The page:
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The Los Angeles Municipal Airport

Director of Airports, City of Los Angeles

The National Air Races of 1933 return to the site of the National Air Races of 1928. The location was selected for that record-breaking event of five years ago, after careful considerations, because it was found to be the best available from standpoints of wind conditions, accessibility, terrain, size and unobstructed surroundings. In all of these points it is still the finest location in America for such an event. But the site itself has undergone a progress since 1928, comparable only with the strides of aviation itself in the last five years. The temporary landing area then known as Mines Field has been transformed into a great, modern, city-owned establishment known as the Los Angeles Municipals Airport. It is a veritable port-of-the-air for the sky commerce of the West's premier metropolis. It is this city's provision for making good its title: The First City of the Air.

The Los Angeles Municipal Airport has an area of 640 acres - exactly a mile square- located at the focus of major highways giving it quick contact with every portion of the metropolitan district. Absence of mountains or artificial constructions in the vicinity, together with its great size, make it exceptionally safe for aeronautical operations under all conditions. It is unrivalled for such huge mass operations as those of the National Air Races.

The facilities of the airport, in which the city has invested approximately $400,000, are the best that airport engineering can devise. The landing area is the only one in Southern California which has been granted the highest, or "T" rating, by the Aeronautics Branch of the united States Department of Commerce. Lighting facilities are complete. Five large, fireproof nagar buildings, with adequate adjoining shop and office rooms, accommodate the operations of the airport. Through more than a score of tenant firms, every type of aviation service is available. The building group with the surrounding landscaped spots have won for it distinction as "The Airport Beautiful." It is one of the busiest airports in the country, and is especially valued as a pilot-training field.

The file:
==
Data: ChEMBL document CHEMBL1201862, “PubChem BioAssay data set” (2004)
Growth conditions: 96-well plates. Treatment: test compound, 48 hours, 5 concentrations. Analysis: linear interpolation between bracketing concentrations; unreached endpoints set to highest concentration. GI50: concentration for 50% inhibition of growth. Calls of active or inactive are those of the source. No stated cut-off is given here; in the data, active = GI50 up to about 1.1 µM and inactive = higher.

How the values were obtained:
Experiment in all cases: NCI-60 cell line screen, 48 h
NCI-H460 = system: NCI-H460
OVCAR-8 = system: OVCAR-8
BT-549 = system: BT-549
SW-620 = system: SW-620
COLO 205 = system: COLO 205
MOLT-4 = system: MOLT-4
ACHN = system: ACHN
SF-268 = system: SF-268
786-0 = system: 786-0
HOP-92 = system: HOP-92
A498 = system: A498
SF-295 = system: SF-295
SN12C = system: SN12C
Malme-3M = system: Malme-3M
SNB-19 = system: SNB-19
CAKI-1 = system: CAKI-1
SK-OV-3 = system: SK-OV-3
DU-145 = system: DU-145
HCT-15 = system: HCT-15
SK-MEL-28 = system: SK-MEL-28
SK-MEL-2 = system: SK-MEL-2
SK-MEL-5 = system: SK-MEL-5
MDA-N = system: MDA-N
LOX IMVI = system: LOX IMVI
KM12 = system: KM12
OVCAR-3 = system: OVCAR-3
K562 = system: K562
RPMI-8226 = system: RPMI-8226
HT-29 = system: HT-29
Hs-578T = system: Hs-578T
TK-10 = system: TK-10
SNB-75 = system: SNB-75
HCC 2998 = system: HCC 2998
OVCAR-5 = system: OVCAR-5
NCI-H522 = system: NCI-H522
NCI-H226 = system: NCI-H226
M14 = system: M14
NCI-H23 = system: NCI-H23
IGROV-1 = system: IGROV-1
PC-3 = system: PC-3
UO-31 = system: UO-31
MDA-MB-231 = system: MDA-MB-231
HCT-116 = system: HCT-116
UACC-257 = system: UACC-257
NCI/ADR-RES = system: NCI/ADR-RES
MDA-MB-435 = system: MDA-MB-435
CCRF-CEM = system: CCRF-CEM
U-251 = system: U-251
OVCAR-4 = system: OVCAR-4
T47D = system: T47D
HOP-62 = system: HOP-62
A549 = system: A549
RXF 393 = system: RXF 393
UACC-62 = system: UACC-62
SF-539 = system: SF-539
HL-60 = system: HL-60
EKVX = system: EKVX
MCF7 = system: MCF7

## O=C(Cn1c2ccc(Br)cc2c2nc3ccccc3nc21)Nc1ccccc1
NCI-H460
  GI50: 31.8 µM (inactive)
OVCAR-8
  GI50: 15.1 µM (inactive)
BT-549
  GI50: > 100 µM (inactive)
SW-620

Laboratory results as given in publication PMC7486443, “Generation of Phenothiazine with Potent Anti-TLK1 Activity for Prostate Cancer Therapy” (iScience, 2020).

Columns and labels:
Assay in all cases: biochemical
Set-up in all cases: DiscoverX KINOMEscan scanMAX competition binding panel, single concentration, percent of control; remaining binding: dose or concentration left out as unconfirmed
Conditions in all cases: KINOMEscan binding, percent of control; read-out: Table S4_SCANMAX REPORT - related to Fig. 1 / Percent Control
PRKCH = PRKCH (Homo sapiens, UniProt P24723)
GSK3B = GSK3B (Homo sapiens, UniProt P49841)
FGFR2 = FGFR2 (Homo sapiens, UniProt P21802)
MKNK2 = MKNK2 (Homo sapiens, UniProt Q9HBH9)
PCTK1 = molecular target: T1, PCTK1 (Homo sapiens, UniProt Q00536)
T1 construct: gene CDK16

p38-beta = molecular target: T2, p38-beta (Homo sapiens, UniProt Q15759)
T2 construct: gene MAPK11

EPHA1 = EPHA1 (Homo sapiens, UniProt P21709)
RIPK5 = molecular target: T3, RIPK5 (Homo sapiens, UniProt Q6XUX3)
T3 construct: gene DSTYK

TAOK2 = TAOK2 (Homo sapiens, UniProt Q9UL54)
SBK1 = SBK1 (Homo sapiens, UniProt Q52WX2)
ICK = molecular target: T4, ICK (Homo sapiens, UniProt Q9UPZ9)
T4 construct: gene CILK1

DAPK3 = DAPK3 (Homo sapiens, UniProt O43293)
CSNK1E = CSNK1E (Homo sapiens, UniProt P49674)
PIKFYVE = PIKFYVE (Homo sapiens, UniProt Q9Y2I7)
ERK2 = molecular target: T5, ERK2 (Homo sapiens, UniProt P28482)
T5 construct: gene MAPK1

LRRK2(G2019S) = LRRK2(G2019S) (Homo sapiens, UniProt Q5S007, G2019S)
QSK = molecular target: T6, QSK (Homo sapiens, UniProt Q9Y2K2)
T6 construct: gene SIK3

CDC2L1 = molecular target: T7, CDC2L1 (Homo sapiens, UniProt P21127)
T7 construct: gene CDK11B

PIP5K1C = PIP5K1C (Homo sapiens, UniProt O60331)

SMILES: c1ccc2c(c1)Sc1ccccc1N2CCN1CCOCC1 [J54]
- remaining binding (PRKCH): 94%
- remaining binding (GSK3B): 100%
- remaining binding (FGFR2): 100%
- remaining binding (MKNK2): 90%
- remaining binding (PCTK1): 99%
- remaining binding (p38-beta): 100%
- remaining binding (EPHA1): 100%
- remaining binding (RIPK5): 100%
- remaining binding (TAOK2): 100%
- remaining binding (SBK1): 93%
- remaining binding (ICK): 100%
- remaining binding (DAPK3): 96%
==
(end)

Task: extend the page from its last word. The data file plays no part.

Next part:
The Municipal Airport has recently been recommended by the Contest Committee of the National Aeronautic Association to the Federation Aeronautique Internationale as the Pacific terminal for the projected transcontinental record course between Los Angeles and New York City.

The Los Angeles Municipal Airport is administered by the Department of Airports of the city government. The department has its offices in the airport administration building, where are also located the Los Angeles offices of the United States DEpartment of Commerce, Aeronautics Branch. The head of the Department of Airports, known as the city Director of Airports, is Col. R. B. Barnitz, who has held the office since 1929. The airport staff is organized under city civil service regulations. 

In establishing and operating the Los Angeles Municipal Airport, the City of Los Angeles offers the most superior advantages and inducements for the location and development of aviation industries, transport terminal facilities, aviation schools, airplane accessories sales agencies, and every other phase of commercial aeronautics.  

Bernstein's Fish Grotto
(In San Francisco 123 Powell Street)
The only strictly Sea Food Restaurant in Los Angeles
Featuring a 9-course $1.00 Lobster dinner Every Night

1012 North Highland Avenue 
HEmpstead 7202 GLadstone 6009
Residential Fence 
Gates-Tennis Courts
Estimates Gladly Given 
Industrial Fence 

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